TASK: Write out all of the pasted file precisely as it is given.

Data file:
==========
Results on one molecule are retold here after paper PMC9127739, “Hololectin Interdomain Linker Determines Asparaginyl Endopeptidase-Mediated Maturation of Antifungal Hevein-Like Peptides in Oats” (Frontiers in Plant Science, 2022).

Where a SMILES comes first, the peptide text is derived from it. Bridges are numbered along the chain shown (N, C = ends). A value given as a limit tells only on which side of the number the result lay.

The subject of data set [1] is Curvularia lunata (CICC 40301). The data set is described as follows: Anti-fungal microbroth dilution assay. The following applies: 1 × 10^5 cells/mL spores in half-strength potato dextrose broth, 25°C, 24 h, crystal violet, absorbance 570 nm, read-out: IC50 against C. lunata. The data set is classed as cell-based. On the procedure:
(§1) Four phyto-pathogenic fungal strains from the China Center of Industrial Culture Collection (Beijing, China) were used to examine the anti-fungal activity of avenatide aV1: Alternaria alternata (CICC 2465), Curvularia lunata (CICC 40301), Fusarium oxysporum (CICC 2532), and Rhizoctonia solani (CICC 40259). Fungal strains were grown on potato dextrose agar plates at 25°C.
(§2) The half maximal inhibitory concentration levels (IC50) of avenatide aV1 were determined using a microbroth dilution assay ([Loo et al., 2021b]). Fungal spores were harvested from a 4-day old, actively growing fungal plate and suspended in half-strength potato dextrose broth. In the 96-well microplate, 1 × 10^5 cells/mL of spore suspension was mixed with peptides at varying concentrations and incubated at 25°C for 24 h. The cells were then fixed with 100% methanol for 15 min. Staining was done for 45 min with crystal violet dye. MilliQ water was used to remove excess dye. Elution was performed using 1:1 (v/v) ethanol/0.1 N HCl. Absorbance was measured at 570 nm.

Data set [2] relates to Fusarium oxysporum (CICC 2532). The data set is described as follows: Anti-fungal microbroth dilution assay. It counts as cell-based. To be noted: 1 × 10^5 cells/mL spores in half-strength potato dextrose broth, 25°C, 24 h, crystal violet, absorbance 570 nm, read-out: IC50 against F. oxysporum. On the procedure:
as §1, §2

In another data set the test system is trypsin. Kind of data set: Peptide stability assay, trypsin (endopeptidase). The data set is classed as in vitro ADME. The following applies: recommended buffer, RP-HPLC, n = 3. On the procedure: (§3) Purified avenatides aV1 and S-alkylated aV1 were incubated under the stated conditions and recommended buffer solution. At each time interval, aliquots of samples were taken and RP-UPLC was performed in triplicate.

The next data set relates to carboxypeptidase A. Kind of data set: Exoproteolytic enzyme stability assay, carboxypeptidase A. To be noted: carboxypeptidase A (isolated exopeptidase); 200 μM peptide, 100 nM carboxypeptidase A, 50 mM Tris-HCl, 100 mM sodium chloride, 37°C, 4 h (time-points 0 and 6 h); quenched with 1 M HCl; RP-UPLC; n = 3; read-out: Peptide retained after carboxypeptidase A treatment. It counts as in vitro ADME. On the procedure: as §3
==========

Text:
Results on one molecule are retold here after paper PMC9127739, “Hololectin Interdomain Linker Determines Asparaginyl Endopeptidase-Mediated Maturation of Antifungal Hevein-Like Peptides in Oats” (Frontiers in Plant Science, 2022).

Where a SMILES comes first, the peptide text is derived from it. Bridges are numbered along the chain shown (N, C = ends). A value given as a limit tells only on which side of the number the result lay.

The subject of data set [1] is Curvularia lunata (CICC 40301). The data set is described as follows: Anti-fungal microbroth dilution assay. The following applies: 1 × 10^5 cells/mL spores in half-strength potato dextrose broth, 25°C, 24 h, crystal violet, absorbance 570 nm, read-out: IC50 against C. lunata. The data set is classed as cell-based. On the procedure:
(§1) Four phyto-pathogenic fungal strains from the China Center of Industrial Culture Collection (Beijing, China) were used to examine the anti-fungal activity of avenatide aV1: Alternaria alternata (CICC 2465), Curvularia lunata (CICC 40301), Fusarium oxysporum (CICC 2532), and Rhizoctonia solani (CICC 40259). Fungal strains were grown on potato dextrose agar plates at 25°C.
(§2) The half maximal inhibitory concentration levels (IC50) of avenatide aV1 were determined using a microbroth dilution assay ([Loo et al., 2021b]). Fungal spores were harvested from a 4-day old, actively growing fungal plate and suspended in half-strength potato dextrose broth. In the 96-well microplate, 1 × 10^5 cells/mL of spore suspension was mixed with peptides at varying concentrations and incubated at 25°C for 24 h. The cells were then fixed with 100% methanol for 15 min. Staining was done for 45 min with crystal violet dye. MilliQ water was used to remove excess dye. Elution was performed using 1:1 (v/v) ethanol/0.1 N HCl. Absorbance was measured at 570 nm.

Data set [2] relates to Fusarium oxysporum (CICC 2532). The data set is described as follows: Anti-fungal microbroth dilution assay. It counts as cell-based. To be noted: 1 × 10^5 cells/mL spores in half-strength potato dextrose broth, 25°C, 24 h, crystal violet, absorbance 570 nm, read-out: IC50 against F. oxysporum. On the procedure:
as §1, §2

In another data set the test system is trypsin. Kind of data set: Peptide stability assay, trypsin (endopeptidase). The data set is classed as in vitro ADME. The following applies: recommended buffer, RP-HPLC, n = 3. On the procedure: (§3) Purified avenatides aV1 and S-alkylated aV1 were incubated under the stated conditions and recommended buffer solution. At each time interval, aliquots of samples were taken and RP-UPLC was performed in triplicate.

The next data set relates to carboxypeptidase A. Kind of data set: Exoproteolytic enzyme stability assay, carboxypeptidase A. To be noted: carboxypeptidase A (isolated exopeptidase); 200 μM peptide, 100 nM carboxypeptidase A, 50 mM Tris-HCl, 100 mM sodium chloride, 37°C, 4 h (time-points 0 and 6 h); quenched with 1 M HCl; RP-UPLC; n = 3; read-out: Peptide retained after carboxypeptidase A treatment. It counts as in vitro ADME. On the procedure: as §3